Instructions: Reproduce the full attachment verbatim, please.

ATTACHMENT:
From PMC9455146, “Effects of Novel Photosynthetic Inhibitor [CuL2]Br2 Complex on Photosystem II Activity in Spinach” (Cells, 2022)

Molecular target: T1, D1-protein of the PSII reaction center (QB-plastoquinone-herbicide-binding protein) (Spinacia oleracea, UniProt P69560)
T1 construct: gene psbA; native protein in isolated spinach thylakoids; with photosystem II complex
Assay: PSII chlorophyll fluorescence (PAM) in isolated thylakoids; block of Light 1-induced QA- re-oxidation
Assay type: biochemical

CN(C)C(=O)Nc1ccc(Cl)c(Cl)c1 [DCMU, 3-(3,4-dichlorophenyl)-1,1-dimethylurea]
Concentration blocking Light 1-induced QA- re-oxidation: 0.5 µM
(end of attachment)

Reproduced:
From PMC9455146, “Effects of Novel Photosynthetic Inhibitor [CuL2]Br2 Complex on Photosystem II Activity in Spinach” (Cells, 2022)

Molecular target: T1, D1-protein of the PSII reaction center (QB-plastoquinone-herbicide-binding protein) (Spinacia oleracea, UniProt P69560)
T1 construct: gene psbA; native protein in isolated spinach thylakoids; with photosystem II complex
Assay: PSII chlorophyll fluorescence (PAM) in isolated thylakoids; block of Light 1-induced QA- re-oxidation
Assay type: biochemical

CN(C)C(=O)Nc1ccc(Cl)c(Cl)c1 [DCMU, 3-(3,4-dichlorophenyl)-1,1-dimethylurea]
Concentration blocking Light 1-induced QA- re-oxidation: 0.5 µM